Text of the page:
• 1
    $\begingroup$ In their paper in Nature materials (2007), Fasolino et al. note that the bonds in free hanging graphene are not all the same lengths and the graphene is rippled. The paper, titled “Intrinsic ripples in graphene”, is freely available [here]. (arxiv.org/pdf/0704.1793.pdf). Don’t know if this helps any. $\endgroup$ – Ed V Apr 9 at 0:55
2
$\begingroup$

Simpler explanations, can by their nature be less accurate than a detailed description, but are helpful in beginning to understand things. Getting to the heart of your question:

“How is the aromaticity in graphene different from the aromaticity in benzene? . . . but is it possible to find a simpler if less accurate way to explain the difference,”

Perhaps a productive way to approach your question [portion given above] is to consider the molecular structure of coronene and circumcoronene while contrasting them to the interpretation of aromaticity of graphene given in your cited article.
enter image description here circumcoronene

enter image description here CORONENE

enter image description hereGraphene from article cited in question.

According to the computational method employed “adaptive natural density partitioning method” [we can choose to agree or not agree with their interpretation as indicated by a comment to your post by @A.K.], the aromaticity of graphene is centralized within the set of hexagonal rings. To quote the authors “Aromaticity in graphene is local with two π-electrons delocalized over every hexagon ring.” The salient point here being the “delocalization” is within and isolated to or restricted to [my words] a six-membered ring.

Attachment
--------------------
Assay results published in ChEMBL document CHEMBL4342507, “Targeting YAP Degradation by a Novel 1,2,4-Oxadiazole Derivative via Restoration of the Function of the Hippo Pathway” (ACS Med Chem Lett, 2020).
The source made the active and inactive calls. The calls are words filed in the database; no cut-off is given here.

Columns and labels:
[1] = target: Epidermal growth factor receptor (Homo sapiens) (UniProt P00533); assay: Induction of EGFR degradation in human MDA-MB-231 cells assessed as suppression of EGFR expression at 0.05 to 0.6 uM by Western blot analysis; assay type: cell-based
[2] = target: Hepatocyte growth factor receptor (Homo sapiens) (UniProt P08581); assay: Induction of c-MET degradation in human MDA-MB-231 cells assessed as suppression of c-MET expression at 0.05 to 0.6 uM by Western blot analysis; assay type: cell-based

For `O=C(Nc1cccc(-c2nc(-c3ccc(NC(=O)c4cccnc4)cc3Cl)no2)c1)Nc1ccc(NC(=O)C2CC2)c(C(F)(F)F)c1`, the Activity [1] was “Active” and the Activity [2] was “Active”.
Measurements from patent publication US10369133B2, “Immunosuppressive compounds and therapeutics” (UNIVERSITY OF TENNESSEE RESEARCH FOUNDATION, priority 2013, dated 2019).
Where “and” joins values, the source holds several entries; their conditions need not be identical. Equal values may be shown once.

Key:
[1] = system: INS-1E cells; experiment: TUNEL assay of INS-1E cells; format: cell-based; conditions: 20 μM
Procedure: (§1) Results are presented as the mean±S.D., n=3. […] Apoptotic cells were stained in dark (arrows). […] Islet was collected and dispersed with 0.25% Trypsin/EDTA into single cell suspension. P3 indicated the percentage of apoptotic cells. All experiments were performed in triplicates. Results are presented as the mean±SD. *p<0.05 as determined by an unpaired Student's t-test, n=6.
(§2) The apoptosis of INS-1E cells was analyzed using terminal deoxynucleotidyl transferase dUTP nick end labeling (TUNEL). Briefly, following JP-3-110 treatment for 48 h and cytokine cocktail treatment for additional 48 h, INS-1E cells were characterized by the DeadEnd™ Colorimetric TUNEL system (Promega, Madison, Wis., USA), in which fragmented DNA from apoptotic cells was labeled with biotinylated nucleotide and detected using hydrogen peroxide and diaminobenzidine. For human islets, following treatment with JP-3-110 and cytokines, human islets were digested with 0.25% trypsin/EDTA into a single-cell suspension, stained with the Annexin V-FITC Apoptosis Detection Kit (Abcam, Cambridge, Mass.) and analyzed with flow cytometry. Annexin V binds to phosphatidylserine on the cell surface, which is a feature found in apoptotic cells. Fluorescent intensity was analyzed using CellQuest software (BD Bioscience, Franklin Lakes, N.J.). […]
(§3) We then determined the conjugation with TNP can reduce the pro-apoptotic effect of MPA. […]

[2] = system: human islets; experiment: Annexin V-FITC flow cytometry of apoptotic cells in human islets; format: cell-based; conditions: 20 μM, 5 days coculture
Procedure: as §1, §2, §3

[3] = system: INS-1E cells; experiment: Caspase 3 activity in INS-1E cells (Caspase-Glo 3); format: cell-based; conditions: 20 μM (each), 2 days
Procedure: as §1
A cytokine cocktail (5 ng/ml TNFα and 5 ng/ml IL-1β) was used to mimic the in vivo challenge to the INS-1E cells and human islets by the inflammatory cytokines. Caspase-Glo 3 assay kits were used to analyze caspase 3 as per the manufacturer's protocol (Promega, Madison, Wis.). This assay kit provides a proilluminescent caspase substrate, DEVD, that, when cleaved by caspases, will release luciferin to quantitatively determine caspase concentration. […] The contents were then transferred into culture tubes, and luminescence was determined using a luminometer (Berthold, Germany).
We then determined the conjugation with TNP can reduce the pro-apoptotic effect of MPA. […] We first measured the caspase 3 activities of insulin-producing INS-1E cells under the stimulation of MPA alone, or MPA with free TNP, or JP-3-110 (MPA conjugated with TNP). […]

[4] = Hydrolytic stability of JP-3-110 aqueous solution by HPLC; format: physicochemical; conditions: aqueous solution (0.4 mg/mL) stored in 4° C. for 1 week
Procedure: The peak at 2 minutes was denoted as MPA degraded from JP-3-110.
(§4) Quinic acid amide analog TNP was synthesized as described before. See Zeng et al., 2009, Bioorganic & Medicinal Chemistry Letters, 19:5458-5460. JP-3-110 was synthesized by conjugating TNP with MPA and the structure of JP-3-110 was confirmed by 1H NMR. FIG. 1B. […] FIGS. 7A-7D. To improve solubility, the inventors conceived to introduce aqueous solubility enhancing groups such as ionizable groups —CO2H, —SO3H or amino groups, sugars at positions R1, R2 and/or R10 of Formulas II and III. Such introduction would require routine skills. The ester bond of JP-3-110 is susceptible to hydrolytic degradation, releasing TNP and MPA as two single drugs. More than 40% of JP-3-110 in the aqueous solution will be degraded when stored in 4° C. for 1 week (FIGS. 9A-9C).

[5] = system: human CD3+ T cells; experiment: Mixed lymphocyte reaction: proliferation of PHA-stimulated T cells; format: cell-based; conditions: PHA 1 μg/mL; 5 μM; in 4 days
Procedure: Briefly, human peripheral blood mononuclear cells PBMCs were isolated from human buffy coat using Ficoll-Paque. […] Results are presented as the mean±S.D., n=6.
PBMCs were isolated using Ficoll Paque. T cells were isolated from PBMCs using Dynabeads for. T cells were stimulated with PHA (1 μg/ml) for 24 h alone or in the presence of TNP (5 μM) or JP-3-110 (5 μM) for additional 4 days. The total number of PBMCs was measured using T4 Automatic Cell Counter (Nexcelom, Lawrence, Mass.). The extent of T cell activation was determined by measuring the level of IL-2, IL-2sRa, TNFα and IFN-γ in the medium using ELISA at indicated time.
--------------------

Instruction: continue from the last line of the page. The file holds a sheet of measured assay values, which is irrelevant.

As discrete molecules, the aromaticity in coronene and circumcoronene, as depicted the PubChem structures, is delocalized throughout the entire discrete molecule and not restricted to a discrete set of hexagonally bonded carbon atoms.

In other words, it comes down to electron density distribution. In graphene, according to the authors of the article cited, the areas of highest electrons density are within the center of the six-membered ring while in coronene and circumcoronene the electron density is more uniformly distributed over the entire molecule.

Ref:

https://pubchem.ncbi.nlm.nih.gov/compound/coronene

https://pubchem.ncbi.nlm.nih.gov/compound/Circumcoronene

| improve this answer | |
$\endgroup$
  • $\begingroup$ Wow, thank you very much for your insightful answer! It will take a few days for me to get back to the point where understood as much as I did, and then read through carefully, but I can get a general idea now. $\endgroup$ – uhoh Nov 17 at 13:43
  • $\begingroup$ Looking at the question only by comparing Benzene versus Graphene is not as helpful as thinking about aromaticity in coronene vs graphene. $\endgroup$ – Hal Nov 17 at 14:55

Your Answer

By clicking “Post Your Answer”, you agree to our terms of service, privacy policy and cookie policy

Not the answer you're looking for? Browse other questions tagged or ask your own question.